POWr Social Media Icons

Tuesday, April 23, 2013

Law and Order, SPD Style

Much to my dismay, I received a crisp white and yellow envelope in the mail a few weeks back. "Jury Summons" it read on the front. I cringed. I know I'm not alone in my cringing, and I'd be hard-pressed to find someone leaping up and down in glee for a day or three in jury duty. Don't get me wrong, there's something to be said about doing your civic duty and possibly taking part in a jury of your peers. Oh, but we SPDers don't like change and we do like structure.

Jury duty is the antithesis of structure.

You are asked to report to a previously unfamiliar place at a possibly unfamiliar time to sit amongst strangers and wait to be called, escorted to another unfamiliar place, and asked questions for which you cannot plan. There are bright, institutional lights; foreign scents; unpredictable sound changes; and lines. There is lots of sitting and waiting. In short, jury duty is scary for SPDers.

Yes, and it gets better. These days, at least in New York City, we have a waiting system wherein prospective jurors must call in or go online daily to see if they've been summoned for the following day. I scrambled to find an SPD-friendly solution. Surely, my snazzy blue-tinted glasses and Wilbarger brush indicate that I might not be the best candidate for a jury. I'm smart as a whip, but I'm a sensory dope. I combed the Internet, looking for any extensive proof that an SPD adult has ever had to cope with jury duty before, to no avail. I get that I'm a trailblazer, and typically that thought motivates me and excites me to be my best sensory-self. Last week, though, I felt like the first SPD adult ever to have to cope with jury duty. Okay, second. An SPD pal of mine let me know that he had survived jury duty by discussing his SPD while being interviewed for a jury. It was nice to know that a frank discussion would help the situation. However, it surprised me that there was no wiggle room with the courts themselves. I guess if SPD doesn't appear in the current DSM or the DSM-V, then how and why would the legal system care about excusing me. My therapist rightfully preached coping instead of avoiding, and so I followed suit.

Ever the good little citizen, I diligently - if not hesitatingly - checked in with the courts the Friday before last. The courts had called numbers 1,000 through 5,999 to be on standby. I was relieved to see that my number was over 2,000 jurors away from Monday's jury pool. I wrung my hands, doing the math. There was no way I would be spared the entire week. Every day at 4 pm, I waited with baited breath for the court website to load. I was cleared on Monday for Tuesday and Tuesday for Wednesday, but Wednesday afternoon, the notice appeared. I would be part of Thursday's jury pool in an unfamiliar part of town (another town, I guess). I cried. I packed my bag as if it was a sensory toolbox - putty, Wilbarger brush, blue glasses, gum, pens and pencils, magazines, a crossword book, water, snacks.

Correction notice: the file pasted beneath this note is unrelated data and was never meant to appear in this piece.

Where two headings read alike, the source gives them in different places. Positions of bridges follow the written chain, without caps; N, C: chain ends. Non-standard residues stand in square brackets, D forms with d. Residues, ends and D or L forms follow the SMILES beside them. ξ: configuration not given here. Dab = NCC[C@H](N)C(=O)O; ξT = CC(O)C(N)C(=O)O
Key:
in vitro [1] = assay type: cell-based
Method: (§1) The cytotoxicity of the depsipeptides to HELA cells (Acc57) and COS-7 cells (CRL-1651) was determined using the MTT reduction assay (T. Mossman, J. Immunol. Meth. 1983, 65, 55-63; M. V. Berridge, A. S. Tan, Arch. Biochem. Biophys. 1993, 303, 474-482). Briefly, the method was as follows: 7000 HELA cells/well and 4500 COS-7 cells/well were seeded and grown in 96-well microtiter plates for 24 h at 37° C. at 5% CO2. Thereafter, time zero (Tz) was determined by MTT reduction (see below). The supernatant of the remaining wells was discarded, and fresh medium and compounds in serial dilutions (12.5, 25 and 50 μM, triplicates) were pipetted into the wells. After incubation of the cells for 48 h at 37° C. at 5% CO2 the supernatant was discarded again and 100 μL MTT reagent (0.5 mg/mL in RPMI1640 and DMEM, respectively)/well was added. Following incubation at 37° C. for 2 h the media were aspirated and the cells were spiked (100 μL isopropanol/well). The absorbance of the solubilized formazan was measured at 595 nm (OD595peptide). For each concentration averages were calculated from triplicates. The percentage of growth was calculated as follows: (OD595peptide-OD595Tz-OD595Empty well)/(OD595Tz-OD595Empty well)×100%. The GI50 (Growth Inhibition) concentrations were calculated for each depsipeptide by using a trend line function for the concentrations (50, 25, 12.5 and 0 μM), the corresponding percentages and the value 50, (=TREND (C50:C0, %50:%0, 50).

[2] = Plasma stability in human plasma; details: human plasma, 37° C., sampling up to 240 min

Thursday morning, I decided to take cabs to the courthouse instead of adding navigation of unfamiliar subway stops to my list of difficulties for the day. When I arrived, I found myself in the middle of a very long line outdoors, waiting to pass though a metal detector. I made calls and distracted myself from the seemingly-endless wait. Once inside, I followed a herd into a room that could only be described as airport-meets-hospital. Chairs flanked the walls of the room and sat in rows throughout the middle. I grabbed a seat near the door and against a wall (my favorite place to sit always), and tried taking deep breaths. About an hour of announcements and paperwork followed, lead by a uniformed officer with a sharp sense of humor and soft touch. I watched as he gently spoke to those with "legitimate" excuses and sent them back off into the world away from our jury room. I decided not to even try getting out of serving with my sadly flimsy SPD excuse, and just sat and watched the parade of the pardoned shuffle off.

By the time they called the first panel around 11 am, I was a mess. We had just oriented to the day and the room, and I used my Wilbarger brush way too frequently in the event I'd hear my name called, and be away from a place to brush and calm down. Much to my surprise, the first group was lead not upstairs, but outside, down the block, and across the street to another courthouse. I froze. This was not part of the deal. No one had said this jury pool served multiple buildings. It was scary enough to be in a new space with numerous new spaces upstairs where I might be questioned and selected. I hadn't prepared for a field trip.

Mr. Gentle Uniformed Officer took a break after calling this first panel. He stood just outside the juror waiting room, texting and looking out the window. I considered my options: possible sensory nightmare outdoors with strangers (and on court property . . . contempt of court much?) or have a frank chat with the man whose job it was to call jurors. I got up and pulled him aside. I explained my SPD, expressed how frightening it would be for me to be questioned in another building - let alone this one, and asked if I could participate in panels only in this building. I told him I was happy to be there, as long as I could stay within a more familiar place. His face softened as my eyes watered. I am not used to advocating for myself and my disorder. In the three years since my diagnosis, I hadn't had to face jury duty.